Pollution from cars and trucks is a major threat to our climate and our health.
NRDC works with automakers and government leaders not only to make cars go farther on a tank of gas but also to take them off gas entirely. We've helped drive the federal government to adopt major improvements in fuel-economy standards. And we are working to get millions more electric vehicles on the road and advocating ways to make them more affordable.
The Environmental Protection Agency has made an official final determination to keep in place the existing clean car standards for new automobiles through model year 2025. The finding is the result of years of technical data gathering and thorough analysis by EPA, the National Highway Traffic Safety Administration and the California Air Resources Board.
EPA’s decision to keep strong standards is good news for consumers, our energy security and the environment. New cars and light trucks of all types will continue to get more fuel-efficient and less polluting each year. Drivers will save money at the pump, while helping to reduce our costly dependence on oil and protect public health. Strong standards also are a key strategy for reducing our nation’s carbon pollution to meet the United States 2025 Paris Climate commitment and larger, longer-term reductions.
A new car meeting the 2025 carbon pollution requirements will save the owner nearly $4000 compared to today’s average new car under the existing standards, because the fuel savings at the pump far outweigh the cost of the low-emissions technologies that make the vehicle more efficient.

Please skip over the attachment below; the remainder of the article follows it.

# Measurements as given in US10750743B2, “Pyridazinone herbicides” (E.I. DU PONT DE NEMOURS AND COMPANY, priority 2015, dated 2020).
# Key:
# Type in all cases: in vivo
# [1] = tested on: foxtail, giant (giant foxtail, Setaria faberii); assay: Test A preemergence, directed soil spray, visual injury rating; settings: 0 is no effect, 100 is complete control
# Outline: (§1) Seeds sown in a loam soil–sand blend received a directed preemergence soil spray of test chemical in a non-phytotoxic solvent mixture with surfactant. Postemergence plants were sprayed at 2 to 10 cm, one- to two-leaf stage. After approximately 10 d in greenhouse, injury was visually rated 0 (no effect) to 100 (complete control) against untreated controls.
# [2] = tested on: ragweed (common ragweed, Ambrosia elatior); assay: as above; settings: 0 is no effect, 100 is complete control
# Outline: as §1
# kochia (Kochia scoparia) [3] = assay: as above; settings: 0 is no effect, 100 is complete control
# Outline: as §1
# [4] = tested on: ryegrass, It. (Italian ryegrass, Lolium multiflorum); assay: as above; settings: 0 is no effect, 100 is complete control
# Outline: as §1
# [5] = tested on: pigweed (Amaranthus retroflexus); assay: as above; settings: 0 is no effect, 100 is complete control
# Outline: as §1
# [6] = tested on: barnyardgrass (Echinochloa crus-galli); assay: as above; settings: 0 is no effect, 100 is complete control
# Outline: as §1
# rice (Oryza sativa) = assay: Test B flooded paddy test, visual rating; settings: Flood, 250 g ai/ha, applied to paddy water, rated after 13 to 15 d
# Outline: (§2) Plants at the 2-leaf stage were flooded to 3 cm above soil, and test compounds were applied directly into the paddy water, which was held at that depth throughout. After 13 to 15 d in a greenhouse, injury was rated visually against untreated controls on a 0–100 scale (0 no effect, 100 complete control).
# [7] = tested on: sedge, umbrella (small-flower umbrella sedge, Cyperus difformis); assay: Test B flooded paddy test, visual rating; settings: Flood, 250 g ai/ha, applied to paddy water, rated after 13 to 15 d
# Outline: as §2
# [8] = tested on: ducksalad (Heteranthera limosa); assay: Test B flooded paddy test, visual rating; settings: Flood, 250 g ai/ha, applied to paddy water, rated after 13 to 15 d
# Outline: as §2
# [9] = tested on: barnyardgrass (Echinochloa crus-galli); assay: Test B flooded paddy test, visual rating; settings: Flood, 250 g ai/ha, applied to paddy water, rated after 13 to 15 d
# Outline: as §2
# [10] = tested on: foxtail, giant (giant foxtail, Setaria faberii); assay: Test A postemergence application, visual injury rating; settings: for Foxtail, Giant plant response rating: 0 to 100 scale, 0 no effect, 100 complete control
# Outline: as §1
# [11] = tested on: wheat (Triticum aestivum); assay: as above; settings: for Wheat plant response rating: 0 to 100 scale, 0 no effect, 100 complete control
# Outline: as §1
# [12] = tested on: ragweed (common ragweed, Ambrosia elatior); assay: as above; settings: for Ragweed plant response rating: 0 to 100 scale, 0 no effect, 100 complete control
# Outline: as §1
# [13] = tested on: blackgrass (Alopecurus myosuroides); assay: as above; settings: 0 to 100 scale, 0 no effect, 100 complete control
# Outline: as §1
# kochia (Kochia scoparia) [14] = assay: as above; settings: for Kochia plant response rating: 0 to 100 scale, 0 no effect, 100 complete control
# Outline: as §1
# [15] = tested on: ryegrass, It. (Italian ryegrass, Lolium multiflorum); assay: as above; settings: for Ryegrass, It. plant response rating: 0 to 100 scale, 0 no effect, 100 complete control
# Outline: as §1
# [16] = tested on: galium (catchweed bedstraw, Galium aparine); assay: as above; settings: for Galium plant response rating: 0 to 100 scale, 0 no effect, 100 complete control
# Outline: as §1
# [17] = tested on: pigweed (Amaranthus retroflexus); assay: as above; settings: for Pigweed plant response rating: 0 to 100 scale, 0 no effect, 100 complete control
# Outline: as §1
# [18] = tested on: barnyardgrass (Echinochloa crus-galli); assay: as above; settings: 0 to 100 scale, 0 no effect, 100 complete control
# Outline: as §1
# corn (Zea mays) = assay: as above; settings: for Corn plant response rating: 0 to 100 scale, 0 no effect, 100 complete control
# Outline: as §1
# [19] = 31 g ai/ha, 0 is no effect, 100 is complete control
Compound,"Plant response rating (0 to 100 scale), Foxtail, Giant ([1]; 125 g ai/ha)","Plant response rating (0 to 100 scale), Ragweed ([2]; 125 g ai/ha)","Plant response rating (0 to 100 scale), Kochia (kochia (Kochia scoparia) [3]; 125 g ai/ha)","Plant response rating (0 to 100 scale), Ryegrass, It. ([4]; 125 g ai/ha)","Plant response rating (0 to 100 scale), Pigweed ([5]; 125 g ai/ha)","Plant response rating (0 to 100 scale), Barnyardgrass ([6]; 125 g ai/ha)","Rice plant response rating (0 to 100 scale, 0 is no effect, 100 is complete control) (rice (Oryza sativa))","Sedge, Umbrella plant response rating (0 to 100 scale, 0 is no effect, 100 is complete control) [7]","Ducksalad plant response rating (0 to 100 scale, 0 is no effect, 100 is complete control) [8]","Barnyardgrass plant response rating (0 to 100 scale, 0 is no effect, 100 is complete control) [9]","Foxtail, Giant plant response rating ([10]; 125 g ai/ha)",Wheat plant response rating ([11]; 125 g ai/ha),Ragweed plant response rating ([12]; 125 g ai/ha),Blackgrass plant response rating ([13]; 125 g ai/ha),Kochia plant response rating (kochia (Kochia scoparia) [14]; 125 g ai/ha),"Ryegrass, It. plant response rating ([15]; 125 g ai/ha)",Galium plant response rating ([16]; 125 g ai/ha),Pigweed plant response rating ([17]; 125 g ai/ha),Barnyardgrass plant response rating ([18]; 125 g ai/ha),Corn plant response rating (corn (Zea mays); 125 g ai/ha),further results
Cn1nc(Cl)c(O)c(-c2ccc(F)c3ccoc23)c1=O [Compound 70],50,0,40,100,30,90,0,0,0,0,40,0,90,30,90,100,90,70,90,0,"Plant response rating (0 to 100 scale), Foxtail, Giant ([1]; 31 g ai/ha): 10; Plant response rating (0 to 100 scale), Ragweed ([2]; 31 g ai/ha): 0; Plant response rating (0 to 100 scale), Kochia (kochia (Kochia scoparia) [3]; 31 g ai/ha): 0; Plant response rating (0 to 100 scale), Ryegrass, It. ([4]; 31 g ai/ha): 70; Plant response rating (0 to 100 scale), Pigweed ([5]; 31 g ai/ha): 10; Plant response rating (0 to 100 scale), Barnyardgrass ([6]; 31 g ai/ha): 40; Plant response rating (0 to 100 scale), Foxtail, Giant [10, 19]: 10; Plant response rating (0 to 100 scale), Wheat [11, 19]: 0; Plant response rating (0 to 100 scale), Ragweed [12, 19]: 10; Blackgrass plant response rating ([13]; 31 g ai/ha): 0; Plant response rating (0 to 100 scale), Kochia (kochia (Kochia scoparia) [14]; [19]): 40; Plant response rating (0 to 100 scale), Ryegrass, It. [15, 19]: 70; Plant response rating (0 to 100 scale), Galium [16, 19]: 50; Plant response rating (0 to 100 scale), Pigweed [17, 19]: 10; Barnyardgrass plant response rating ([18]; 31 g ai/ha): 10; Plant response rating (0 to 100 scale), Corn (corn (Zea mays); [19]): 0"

Greenhouse gas and fuel economy standards have already worked to bring cleaner, more fuel efficient vehicles to the market. The standards have avoided over 142 million metric tons of carbon pollution and saved American drivers over $32 billion in fuel costs just for model years 2012 to 2016.
Moreover, we’ve realized these savings as new vehicles have ramped up to record levels of both fuel economy and sales. Emissions from new vehicles are also at record lows, thanks to standards that tighten year over year.
And automakers are continuing to add fuel-saving innovations to their vehicles, thanks to standards and consumer demand. Ford’s top-selling F-150 pickup truck is getting upgraded with a 10-speed transmission and a start/stop system that shuts off the engine to prevent fuel-wasting idling. Ford made waves in recent years when engineers cut the truck’s weight dramatically with a shift to an aluminum frame. Now they are expanding that to their SUVs.